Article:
345 Middlefield Rd
Menlo Park, California 94025

The U.S. Geological Survey's showcase of scientific research at its Menlo Park Science Center will take place on Saturday, June 3 and Sunday, June 4. The Menlo Park Science Center is located at 345 Middlefield Road in Menlo Park, California.

Take advantage of this special opportunity to:

? Talk with scientists about their work
? Enjoy hands-on exhibits and displays of USGS research
? Learn about earthquakes, volcanoes, landslides, tsunamis, and other natural hazards
? Learn about the dynamic environment of the San Francisco Bay Region
? See exhibits about the 1906 San Francisco earthquake
? Learn about biological-resource monitoring
? Learn about surface water pollution
? Learn about remote sensing
? Bring your favorite rock, fossil, or mineral for identification
? Purchase USGS and California Geological Survey books and maps
? Purchase authographed books by USGS authors, 1906 earthquake authors, mystery writers, and others
? Purchase earth science childrens books, puzzles, souvenirs, and more
? Watch award-winning videos

Meet The Authors

Book Signing and more!
Come meet the authors and get your own autographed copy of their books! We are featuring a selection of outstanding books on earth science subjects such as the 1906 earthquake (3-D images, eyewitness accounts, a novel), faults in California, earthquake research, geology of the San Francisco Bay area, Clarence King (famous geologist and first Director of the USGS), the High Sierras, great mystery books that incorporate geology, and the latest version of the USGS map, "This Dynamic Planet." We will also feature a DVD on the 1906 earthquake.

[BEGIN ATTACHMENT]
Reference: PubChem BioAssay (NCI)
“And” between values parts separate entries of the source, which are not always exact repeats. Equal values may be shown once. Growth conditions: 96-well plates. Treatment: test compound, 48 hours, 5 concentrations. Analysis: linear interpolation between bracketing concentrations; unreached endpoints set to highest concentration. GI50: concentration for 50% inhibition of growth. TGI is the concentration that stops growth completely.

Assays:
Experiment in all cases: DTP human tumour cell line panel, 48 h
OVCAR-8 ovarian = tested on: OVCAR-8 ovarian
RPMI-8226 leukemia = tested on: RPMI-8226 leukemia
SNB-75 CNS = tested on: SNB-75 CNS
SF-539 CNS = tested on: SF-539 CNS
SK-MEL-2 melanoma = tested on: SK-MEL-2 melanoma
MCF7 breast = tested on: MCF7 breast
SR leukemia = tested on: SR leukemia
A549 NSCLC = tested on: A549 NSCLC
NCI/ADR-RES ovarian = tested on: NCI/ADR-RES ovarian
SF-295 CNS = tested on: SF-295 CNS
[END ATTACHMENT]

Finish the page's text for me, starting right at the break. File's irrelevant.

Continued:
Check out our authors and see their schedules. To learn more about an author, select their name. To learn more about their book or DVD, select the title. Book authors are located near the GeoKids sales tent. Map authors are located in the Map Sales Office in Building 3.

Official Website: http://openhouse.wr.usgs.gov

Added by USGS Western Region on November 18, 2005



The USGS rocks. HA!